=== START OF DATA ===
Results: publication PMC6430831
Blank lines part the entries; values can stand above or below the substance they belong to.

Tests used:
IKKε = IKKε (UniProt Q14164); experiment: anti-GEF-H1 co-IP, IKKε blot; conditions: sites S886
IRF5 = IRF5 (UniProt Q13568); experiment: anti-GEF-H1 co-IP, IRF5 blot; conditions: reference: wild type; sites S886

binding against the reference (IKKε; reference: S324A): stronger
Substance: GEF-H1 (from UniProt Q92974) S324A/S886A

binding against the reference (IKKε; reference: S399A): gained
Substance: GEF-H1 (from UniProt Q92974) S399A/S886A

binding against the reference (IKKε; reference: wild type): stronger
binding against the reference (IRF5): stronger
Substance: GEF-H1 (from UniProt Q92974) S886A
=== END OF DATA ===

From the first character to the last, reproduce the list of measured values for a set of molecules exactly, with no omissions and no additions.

Results: publication PMC6430831
Blank lines part the entries; values can stand above or below the substance they belong to.

Tests used:
IKKε = IKKε (UniProt Q14164); experiment: anti-GEF-H1 co-IP, IKKε blot; conditions: sites S886
IRF5 = IRF5 (UniProt Q13568); experiment: anti-GEF-H1 co-IP, IRF5 blot; conditions: reference: wild type; sites S886

binding against the reference (IKKε; reference: S324A): stronger
Substance: GEF-H1 (from UniProt Q92974) S324A/S886A

binding against the reference (IKKε; reference: S399A): gained
Substance: GEF-H1 (from UniProt Q92974) S399A/S886A

binding against the reference (IKKε; reference: wild type): stronger
binding against the reference (IRF5): stronger
Substance: GEF-H1 (from UniProt Q92974) S886A